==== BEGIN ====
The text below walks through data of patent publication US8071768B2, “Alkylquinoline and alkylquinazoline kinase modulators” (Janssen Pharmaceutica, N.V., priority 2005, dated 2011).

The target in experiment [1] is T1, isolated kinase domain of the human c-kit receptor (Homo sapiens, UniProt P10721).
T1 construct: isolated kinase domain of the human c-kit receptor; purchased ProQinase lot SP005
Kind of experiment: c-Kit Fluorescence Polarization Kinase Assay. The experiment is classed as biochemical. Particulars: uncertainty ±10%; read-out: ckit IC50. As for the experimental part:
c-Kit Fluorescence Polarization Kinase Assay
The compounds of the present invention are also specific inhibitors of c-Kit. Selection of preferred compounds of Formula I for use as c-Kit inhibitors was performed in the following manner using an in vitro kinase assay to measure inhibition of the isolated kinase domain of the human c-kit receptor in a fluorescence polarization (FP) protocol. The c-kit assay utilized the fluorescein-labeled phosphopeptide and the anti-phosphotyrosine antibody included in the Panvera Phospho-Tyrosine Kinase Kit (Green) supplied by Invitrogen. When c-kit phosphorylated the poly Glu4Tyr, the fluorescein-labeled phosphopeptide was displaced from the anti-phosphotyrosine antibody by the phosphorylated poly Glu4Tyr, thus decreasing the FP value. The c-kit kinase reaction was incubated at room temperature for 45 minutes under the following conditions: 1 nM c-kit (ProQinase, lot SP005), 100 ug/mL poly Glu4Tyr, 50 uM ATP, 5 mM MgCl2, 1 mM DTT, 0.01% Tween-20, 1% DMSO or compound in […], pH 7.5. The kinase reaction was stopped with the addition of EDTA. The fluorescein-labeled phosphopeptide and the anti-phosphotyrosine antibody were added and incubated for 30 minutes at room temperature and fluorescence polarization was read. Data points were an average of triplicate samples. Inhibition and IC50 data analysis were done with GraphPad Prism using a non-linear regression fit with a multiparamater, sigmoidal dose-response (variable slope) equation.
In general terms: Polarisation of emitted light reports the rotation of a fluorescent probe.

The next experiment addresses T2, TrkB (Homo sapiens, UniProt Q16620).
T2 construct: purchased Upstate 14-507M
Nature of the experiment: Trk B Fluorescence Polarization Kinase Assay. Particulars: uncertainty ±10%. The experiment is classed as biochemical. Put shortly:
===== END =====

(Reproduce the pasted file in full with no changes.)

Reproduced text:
The text below walks through data of patent publication US8071768B2, “Alkylquinoline and alkylquinazoline kinase modulators” (Janssen Pharmaceutica, N.V., priority 2005, dated 2011).

The target in experiment [1] is T1, isolated kinase domain of the human c-kit receptor (Homo sapiens, UniProt P10721).
T1 construct: isolated kinase domain of the human c-kit receptor; purchased ProQinase lot SP005
Kind of experiment: c-Kit Fluorescence Polarization Kinase Assay. The experiment is classed as biochemical. Particulars: uncertainty ±10%; read-out: ckit IC50. As for the experimental part:
c-Kit Fluorescence Polarization Kinase Assay
The compounds of the present invention are also specific inhibitors of c-Kit. Selection of preferred compounds of Formula I for use as c-Kit inhibitors was performed in the following manner using an in vitro kinase assay to measure inhibition of the isolated kinase domain of the human c-kit receptor in a fluorescence polarization (FP) protocol. The c-kit assay utilized the fluorescein-labeled phosphopeptide and the anti-phosphotyrosine antibody included in the Panvera Phospho-Tyrosine Kinase Kit (Green) supplied by Invitrogen. When c-kit phosphorylated the poly Glu4Tyr, the fluorescein-labeled phosphopeptide was displaced from the anti-phosphotyrosine antibody by the phosphorylated poly Glu4Tyr, thus decreasing the FP value. The c-kit kinase reaction was incubated at room temperature for 45 minutes under the following conditions: 1 nM c-kit (ProQinase, lot SP005), 100 ug/mL poly Glu4Tyr, 50 uM ATP, 5 mM MgCl2, 1 mM DTT, 0.01% Tween-20, 1% DMSO or compound in […], pH 7.5. The kinase reaction was stopped with the addition of EDTA. The fluorescein-labeled phosphopeptide and the anti-phosphotyrosine antibody were added and incubated for 30 minutes at room temperature and fluorescence polarization was read. Data points were an average of triplicate samples. Inhibition and IC50 data analysis were done with GraphPad Prism using a non-linear regression fit with a multiparamater, sigmoidal dose-response (variable slope) equation.
In general terms: Polarisation of emitted light reports the rotation of a fluorescent probe.

The next experiment addresses T2, TrkB (Homo sapiens, UniProt Q16620).
T2 construct: purchased Upstate 14-507M
Nature of the experiment: Trk B Fluorescence Polarization Kinase Assay. Particulars: uncertainty ±10%. The experiment is classed as biochemical. Put shortly: